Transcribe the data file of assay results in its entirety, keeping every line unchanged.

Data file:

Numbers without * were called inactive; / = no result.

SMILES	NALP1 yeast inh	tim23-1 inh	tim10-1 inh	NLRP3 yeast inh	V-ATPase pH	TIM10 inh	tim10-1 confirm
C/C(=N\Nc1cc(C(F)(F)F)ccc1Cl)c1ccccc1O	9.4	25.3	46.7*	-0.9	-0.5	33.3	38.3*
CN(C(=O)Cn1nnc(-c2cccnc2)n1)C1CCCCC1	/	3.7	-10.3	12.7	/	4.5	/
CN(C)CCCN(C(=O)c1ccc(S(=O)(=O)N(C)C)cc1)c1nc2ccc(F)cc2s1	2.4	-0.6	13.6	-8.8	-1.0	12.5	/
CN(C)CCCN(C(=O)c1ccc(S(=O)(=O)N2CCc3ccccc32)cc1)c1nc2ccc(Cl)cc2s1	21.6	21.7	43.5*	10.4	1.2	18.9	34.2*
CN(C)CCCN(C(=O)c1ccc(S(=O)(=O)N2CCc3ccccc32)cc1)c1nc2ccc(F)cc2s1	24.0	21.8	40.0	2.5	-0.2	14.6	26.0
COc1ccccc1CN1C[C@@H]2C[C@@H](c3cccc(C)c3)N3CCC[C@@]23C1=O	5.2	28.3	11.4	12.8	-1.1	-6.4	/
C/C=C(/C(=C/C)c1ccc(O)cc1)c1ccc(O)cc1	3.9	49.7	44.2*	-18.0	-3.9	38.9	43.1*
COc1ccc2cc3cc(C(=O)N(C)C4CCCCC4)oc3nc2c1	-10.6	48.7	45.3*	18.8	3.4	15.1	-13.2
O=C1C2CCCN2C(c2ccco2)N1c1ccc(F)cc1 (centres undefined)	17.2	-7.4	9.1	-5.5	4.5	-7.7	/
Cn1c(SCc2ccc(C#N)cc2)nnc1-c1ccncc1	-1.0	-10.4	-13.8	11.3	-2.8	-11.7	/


Numbers without * were called inactive; / = no result.

SMILES	NALP1 yeast inh	tim23-1 inh	tim10-1 inh	NLRP3 yeast inh	V-ATPase pH	TIM10 inh	tim10-1 confirm
C/C(=N\Nc1cc(C(F)(F)F)ccc1Cl)c1ccccc1O	9.4	25.3	46.7*	-0.9	-0.5	33.3	38.3*
CN(C(=O)Cn1nnc(-c2cccnc2)n1)C1CCCCC1	/	3.7	-10.3	12.7	/	4.5	/
CN(C)CCCN(C(=O)c1ccc(S(=O)(=O)N(C)C)cc1)c1nc2ccc(F)cc2s1	2.4	-0.6	13.6	-8.8	-1.0	12.5	/
CN(C)CCCN(C(=O)c1ccc(S(=O)(=O)N2CCc3ccccc32)cc1)c1nc2ccc(Cl)cc2s1	21.6	21.7	43.5*	10.4	1.2	18.9	34.2*
CN(C)CCCN(C(=O)c1ccc(S(=O)(=O)N2CCc3ccccc32)cc1)c1nc2ccc(F)cc2s1	24.0	21.8	40.0	2.5	-0.2	14.6	26.0
COc1ccccc1CN1C[C@@H]2C[C@@H](c3cccc(C)c3)N3CCC[C@@]23C1=O	5.2	28.3	11.4	12.8	-1.1	-6.4	/
C/C=C(/C(=C/C)c1ccc(O)cc1)c1ccc(O)cc1	3.9	49.7	44.2*	-18.0	-3.9	38.9	43.1*
COc1ccc2cc3cc(C(=O)N(C)C4CCCCC4)oc3nc2c1	-10.6	48.7	45.3*	18.8	3.4	15.1	-13.2
O=C1C2CCCN2C(c2ccco2)N1c1ccc(F)cc1 (centres undefined)	17.2	-7.4	9.1	-5.5	4.5	-7.7	/
Cn1c(SCc2ccc(C#N)cc2)nnc1-c1ccncc1	-1.0	-10.4	-13.8	11.3	-2.8	-11.7	/